Part two of the essay then describes four components of a research program that would extend such an analysis into other diseases (lung cancer, breast cancer, leukemia, prostate cancer, diphtheria, polio, AIDS, acute and chronic pain, sickle cell anemia, and others) and the related clinical research fields. Such a project will produce numerous discrete studies, and a major synthetic work on The Pursuit of Clinical Science in 20th Century America. The essay therefore includes a synthetic outline of the major topics of this book, and an explanation of the audience for such a study.

A third part of the essay also explains how this extensive, eight-year project will be organized around archival research, graduate courses, scholarly workshops, public symposia. The essay describes how each component of the study will employ qualified graduate research assistants to help carry out the gathering of information, and its analysis. Each component will also be organized around a graduate level course in the specific field. These courses will draw together students and faculty from diverse fields who are interested in the phenomenology of disease and the biomedical sciences under consideration. There will also be several workshops associated with these courses, each bringing together leading researchers in On history and philosophy of the biomedical sciences to the UNC campus for intensive discussion of research in progress. Four symposia (every other year) will push these scholars to present work to the university, scholars from other universities, and the wider public, and thereby to disseminate the products of the research more broadly. The essay concludes by describing the dissemination of this research, and how I will draw upon my experience as an historian, former science journalist, and professor of medical students, undergraduates, and graduate students to contribute to public and professional understanding of the transformation of disease in the 20th century and the role of the biomedical sciences in that transformation.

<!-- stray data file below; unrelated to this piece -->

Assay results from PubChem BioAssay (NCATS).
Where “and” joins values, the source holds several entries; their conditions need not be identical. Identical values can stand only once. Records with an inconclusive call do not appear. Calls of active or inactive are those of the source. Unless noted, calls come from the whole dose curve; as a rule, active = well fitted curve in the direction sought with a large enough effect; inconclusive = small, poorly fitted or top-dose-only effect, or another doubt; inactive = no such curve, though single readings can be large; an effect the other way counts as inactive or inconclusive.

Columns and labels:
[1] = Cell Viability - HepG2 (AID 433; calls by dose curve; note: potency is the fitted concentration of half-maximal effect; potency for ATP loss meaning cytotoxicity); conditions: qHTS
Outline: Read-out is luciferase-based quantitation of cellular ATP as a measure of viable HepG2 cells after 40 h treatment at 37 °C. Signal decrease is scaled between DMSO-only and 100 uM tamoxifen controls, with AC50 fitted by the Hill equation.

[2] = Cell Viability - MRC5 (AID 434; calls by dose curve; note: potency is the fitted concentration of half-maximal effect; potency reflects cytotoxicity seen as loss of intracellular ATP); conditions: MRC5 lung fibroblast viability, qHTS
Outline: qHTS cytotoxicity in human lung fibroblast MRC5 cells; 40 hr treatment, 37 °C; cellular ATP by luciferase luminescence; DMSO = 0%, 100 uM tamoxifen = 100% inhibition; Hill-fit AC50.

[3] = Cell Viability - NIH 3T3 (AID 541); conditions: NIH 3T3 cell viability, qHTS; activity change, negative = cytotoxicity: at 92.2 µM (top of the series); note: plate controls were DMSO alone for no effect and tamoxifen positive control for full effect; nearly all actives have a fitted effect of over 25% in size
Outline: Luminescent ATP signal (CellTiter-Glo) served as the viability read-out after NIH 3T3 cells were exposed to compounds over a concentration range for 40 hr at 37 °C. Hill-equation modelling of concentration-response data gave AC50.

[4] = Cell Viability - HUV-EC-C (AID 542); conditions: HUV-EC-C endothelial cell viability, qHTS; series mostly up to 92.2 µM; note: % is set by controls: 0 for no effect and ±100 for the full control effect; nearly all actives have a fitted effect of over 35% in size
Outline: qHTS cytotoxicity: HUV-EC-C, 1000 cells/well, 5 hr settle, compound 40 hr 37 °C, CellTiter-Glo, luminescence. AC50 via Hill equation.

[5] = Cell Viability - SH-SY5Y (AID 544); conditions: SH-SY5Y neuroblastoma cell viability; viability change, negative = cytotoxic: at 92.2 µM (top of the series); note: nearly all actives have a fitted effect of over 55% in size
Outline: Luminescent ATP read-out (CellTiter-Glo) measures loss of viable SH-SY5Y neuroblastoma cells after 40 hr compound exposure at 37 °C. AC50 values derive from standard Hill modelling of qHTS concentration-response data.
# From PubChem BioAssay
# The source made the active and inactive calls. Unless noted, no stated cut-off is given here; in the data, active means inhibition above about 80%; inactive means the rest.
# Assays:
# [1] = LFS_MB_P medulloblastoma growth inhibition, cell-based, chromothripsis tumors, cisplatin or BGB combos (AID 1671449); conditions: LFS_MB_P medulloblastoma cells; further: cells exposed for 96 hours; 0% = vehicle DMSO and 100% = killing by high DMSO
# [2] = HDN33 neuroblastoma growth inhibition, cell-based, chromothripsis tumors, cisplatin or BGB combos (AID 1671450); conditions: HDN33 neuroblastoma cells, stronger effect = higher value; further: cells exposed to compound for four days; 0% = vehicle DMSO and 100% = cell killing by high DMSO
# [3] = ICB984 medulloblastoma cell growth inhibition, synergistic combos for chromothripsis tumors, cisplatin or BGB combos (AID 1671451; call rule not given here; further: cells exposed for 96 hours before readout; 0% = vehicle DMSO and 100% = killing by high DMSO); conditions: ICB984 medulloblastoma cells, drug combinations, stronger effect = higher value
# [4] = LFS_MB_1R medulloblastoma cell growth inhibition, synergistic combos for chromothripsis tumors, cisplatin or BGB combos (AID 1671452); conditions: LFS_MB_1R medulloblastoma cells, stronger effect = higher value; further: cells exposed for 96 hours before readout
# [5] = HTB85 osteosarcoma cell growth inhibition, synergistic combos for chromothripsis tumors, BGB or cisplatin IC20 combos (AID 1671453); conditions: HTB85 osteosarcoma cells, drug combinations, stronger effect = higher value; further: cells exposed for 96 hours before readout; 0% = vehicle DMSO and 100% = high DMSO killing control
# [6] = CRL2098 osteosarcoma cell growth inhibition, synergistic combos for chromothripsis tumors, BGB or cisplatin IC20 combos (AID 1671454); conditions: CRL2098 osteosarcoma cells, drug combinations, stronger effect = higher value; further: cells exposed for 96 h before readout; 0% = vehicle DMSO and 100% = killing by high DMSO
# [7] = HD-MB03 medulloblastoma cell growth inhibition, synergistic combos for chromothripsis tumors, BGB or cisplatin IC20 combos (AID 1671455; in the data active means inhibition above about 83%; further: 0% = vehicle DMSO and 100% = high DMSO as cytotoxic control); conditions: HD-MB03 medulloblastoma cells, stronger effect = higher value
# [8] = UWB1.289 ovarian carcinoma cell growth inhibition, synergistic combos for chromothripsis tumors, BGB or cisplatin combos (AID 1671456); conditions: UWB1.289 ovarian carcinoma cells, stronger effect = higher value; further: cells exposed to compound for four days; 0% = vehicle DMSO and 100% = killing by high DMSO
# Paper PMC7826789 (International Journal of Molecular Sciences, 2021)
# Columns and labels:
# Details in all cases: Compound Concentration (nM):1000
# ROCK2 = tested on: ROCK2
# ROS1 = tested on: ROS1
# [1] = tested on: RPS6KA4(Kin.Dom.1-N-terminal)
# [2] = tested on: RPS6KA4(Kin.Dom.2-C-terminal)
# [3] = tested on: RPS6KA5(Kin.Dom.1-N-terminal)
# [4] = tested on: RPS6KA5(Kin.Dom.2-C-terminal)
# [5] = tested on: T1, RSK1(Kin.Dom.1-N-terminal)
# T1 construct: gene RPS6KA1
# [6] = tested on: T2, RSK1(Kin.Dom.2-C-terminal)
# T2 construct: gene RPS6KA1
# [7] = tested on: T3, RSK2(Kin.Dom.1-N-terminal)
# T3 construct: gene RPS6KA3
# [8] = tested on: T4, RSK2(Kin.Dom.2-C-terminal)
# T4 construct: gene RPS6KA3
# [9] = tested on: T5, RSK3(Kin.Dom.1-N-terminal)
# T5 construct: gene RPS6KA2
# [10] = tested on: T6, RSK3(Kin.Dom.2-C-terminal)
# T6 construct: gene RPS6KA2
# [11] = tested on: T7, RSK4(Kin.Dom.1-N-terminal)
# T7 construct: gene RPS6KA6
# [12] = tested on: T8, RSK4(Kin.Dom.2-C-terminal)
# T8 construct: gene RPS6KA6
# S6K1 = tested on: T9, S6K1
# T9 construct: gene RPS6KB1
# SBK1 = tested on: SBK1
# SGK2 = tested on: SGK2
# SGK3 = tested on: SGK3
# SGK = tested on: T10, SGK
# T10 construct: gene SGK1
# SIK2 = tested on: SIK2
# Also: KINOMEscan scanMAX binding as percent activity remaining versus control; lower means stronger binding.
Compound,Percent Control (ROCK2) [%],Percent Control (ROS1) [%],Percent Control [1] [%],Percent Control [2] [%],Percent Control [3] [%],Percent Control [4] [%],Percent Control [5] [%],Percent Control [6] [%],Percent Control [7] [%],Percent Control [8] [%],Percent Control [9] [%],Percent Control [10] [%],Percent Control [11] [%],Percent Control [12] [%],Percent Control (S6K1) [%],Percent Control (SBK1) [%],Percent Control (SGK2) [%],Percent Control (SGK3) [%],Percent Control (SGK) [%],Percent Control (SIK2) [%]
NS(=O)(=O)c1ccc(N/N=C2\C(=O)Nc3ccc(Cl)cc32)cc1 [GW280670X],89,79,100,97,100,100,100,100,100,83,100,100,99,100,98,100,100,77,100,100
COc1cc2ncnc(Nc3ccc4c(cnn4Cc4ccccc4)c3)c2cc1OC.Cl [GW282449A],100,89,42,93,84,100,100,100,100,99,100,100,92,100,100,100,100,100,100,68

Every component of the project asks one central question focusing on the changing phenomena of disease (or rather a group of diseases in these four fields). It asks: What has been the relationship between 1) the lived experience of disease, 2) the changing clinical symptoms and approaches to these diseases, and 3) the evolving scientific perception of the biological mechanisms of these diseases? Answering this question lies at the heart of my attempt to define the biomedical sciences in our time.